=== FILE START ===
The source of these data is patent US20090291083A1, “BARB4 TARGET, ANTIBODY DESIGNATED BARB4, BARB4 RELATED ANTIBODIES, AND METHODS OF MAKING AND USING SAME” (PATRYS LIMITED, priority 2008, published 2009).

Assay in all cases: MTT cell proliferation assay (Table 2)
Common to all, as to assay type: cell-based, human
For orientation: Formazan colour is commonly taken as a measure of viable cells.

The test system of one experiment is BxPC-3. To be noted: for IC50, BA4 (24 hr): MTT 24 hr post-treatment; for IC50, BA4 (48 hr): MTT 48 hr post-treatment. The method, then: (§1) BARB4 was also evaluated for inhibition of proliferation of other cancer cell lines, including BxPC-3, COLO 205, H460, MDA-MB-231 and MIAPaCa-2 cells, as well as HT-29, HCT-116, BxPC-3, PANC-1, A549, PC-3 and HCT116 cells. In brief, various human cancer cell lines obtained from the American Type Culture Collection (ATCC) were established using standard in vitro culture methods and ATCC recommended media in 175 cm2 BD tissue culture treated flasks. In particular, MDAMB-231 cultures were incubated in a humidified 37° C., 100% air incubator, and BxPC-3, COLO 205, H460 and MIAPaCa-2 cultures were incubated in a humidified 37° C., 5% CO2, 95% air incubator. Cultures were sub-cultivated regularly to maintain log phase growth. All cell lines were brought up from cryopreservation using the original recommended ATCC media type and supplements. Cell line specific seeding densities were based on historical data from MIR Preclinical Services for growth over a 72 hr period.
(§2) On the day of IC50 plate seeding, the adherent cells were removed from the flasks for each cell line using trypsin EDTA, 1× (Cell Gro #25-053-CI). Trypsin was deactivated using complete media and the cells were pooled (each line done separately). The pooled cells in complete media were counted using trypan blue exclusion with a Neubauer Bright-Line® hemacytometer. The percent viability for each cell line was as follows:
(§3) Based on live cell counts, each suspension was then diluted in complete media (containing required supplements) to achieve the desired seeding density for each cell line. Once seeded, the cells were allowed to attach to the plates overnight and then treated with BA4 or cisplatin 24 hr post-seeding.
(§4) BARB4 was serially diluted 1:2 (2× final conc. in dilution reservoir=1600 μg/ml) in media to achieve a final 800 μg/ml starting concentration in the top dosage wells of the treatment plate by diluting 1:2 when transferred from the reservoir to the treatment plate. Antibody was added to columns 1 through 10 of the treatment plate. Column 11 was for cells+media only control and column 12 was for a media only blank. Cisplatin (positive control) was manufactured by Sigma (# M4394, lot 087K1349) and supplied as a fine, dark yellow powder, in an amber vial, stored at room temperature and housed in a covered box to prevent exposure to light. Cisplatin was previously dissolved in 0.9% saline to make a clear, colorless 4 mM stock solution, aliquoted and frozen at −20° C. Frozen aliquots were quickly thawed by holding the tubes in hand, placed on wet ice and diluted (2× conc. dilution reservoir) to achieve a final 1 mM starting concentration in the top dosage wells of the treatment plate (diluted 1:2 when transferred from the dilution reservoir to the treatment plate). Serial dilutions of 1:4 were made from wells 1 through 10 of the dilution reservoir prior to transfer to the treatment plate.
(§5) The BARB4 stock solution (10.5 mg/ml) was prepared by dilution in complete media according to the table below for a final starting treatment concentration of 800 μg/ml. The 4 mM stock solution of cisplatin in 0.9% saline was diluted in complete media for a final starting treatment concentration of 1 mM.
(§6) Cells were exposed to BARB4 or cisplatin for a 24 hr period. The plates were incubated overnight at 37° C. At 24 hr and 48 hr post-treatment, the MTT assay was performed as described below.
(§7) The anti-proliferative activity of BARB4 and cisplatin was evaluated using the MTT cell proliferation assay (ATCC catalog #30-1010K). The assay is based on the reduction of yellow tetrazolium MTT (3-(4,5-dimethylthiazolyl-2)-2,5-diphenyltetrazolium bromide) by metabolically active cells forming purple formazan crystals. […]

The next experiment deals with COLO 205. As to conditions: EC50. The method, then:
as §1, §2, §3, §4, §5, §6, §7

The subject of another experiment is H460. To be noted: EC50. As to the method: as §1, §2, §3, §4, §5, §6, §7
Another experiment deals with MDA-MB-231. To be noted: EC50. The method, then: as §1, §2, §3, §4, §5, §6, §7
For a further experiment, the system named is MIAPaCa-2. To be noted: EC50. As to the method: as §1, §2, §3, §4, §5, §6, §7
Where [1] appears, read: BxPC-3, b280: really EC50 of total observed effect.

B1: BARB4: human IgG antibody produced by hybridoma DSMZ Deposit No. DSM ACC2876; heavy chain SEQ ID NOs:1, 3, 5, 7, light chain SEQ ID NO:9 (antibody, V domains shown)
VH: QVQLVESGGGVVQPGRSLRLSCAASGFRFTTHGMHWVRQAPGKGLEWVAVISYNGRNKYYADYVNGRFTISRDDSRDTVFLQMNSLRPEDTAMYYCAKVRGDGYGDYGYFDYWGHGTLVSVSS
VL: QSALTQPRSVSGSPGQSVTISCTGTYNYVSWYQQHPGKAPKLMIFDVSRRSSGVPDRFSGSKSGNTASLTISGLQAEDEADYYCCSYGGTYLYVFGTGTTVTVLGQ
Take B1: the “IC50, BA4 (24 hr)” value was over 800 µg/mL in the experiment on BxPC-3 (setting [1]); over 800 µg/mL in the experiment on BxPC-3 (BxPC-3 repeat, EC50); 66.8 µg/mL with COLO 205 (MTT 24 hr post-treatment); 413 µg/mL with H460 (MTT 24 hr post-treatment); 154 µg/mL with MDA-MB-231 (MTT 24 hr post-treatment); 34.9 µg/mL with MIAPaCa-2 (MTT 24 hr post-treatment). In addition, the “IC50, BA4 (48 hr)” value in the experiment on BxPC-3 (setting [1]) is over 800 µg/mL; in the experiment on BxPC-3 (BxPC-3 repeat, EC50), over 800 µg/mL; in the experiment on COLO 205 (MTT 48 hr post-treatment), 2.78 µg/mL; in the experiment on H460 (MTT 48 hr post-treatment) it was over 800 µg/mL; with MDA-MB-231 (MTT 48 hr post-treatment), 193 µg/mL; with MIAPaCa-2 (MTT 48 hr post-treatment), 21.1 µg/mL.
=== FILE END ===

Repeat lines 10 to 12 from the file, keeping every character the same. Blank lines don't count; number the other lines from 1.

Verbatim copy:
(§6) Cells were exposed to BARB4 or cisplatin for a 24 hr period. The plates were incubated overnight at 37° C. At 24 hr and 48 hr post-treatment, the MTT assay was performed as described below.
(§7) The anti-proliferative activity of BARB4 and cisplatin was evaluated using the MTT cell proliferation assay (ATCC catalog #30-1010K). The assay is based on the reduction of yellow tetrazolium MTT (3-(4,5-dimethylthiazolyl-2)-2,5-diphenyltetrazolium bromide) by metabolically active cells forming purple formazan crystals. […]

The next experiment deals with COLO 205. As to conditions: EC50. The method, then: